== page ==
At the beginning of the Listening test you are given 30 seconds to look at the question paper. This enables you to use the words on the paper to predict the words that you will hear in the recording. But that would be too easy! It’s much more likely that you will not hear these words; you will hear different words that mean the same thing. These are called synonyms.
Look at question 9 in this section of an IELTS Listening question paper.
Now listen to the relevant section of the audio.
You will soon notice that you did not hear the word “average”. Abdul used the word “middling”, which means the same thing, instead. If you weren’t listening for the word “middling” you could easily have missed it.
In the example above, you have 30 seconds to look at questions 5-9. This is how you should use it:
- Quickly look through the questions so that you are sure you understand the context. In this case it is an application form to join a badminton club, so you can expect questions and answers about personal details.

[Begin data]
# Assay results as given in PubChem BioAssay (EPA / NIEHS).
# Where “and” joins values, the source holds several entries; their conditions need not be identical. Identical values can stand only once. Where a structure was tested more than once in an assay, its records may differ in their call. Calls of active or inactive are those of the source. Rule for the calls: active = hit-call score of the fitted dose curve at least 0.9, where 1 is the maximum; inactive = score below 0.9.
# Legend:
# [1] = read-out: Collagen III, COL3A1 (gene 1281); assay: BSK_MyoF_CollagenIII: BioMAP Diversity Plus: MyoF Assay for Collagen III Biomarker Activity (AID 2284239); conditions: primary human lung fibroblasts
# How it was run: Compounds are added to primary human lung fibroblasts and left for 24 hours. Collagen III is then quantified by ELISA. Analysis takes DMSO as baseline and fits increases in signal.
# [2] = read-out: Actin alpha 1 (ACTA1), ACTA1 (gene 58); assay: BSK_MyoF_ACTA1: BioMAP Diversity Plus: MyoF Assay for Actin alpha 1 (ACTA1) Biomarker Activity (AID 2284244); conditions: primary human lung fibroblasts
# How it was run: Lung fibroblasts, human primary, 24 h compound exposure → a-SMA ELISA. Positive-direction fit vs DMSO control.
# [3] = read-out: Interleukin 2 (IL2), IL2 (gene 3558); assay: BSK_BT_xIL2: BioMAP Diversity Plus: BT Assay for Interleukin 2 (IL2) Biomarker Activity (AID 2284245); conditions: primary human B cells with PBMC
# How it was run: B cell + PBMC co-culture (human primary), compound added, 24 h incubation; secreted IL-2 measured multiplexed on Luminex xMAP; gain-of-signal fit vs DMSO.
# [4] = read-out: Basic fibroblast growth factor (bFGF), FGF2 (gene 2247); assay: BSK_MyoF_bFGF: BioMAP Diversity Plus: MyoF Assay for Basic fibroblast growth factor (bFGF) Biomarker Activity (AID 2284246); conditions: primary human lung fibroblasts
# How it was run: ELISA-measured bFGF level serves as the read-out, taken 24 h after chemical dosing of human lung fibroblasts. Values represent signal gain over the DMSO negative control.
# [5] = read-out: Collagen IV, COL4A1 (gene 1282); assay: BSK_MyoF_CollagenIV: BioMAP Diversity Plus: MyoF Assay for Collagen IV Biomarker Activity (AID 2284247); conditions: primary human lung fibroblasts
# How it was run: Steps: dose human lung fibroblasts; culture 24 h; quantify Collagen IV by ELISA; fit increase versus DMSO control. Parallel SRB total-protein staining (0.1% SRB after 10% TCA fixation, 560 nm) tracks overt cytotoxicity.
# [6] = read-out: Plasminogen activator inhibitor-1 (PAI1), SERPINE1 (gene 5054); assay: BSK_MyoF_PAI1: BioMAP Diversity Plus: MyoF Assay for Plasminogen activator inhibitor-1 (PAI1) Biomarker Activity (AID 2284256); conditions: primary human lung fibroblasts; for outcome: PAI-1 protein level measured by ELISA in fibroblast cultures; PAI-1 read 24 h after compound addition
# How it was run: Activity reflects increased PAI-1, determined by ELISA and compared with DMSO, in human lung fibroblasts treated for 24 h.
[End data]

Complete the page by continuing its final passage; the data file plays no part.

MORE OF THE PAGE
- Circle key words. What does this mean? Well, in question 9, for example, you can be reasonably sure that the answer is in the words “beginner”, “average”, “good” or “league”. Circle these words. (Note: You may not be familiar with the term “league”, but it is easy to guess as the boxes show badminton skill in an order that gets better. “League” is therefore better than “good”.)
- Now think of synonyms for them. For “average” you might think of: “reasonable”, “OK”, “not bad”, “in the middle”, “middling”, “just play for fun” and so on.
- Then, as you listen for the word on the paper, keep these other words in your mind and listen for them too.
To practise this, think of some synonyms for the other words in question 9. When you have finished, look below for some suggestions. Note that synonyms are not always one word.
- Beginner: starting out, never played before, first time to play, novice
- Good: competent, better than average, experienced, proficient
- League: expert, team player, excellent player
This advice comes from a video in Road to IELTS. The same video also includes British Council IELTS experts’ advice on:
- The importance of the instructions
- The danger of distracters
- How to think about the topic and activate your vocabulary for a certain area
- How to write your answers carefully. For example, if the answer is “30 seconds” and you write “30s”, will your answer be marked correct or wrong?
To watch the video, click into the Listening section of the Test Drive version of Road to IELTS.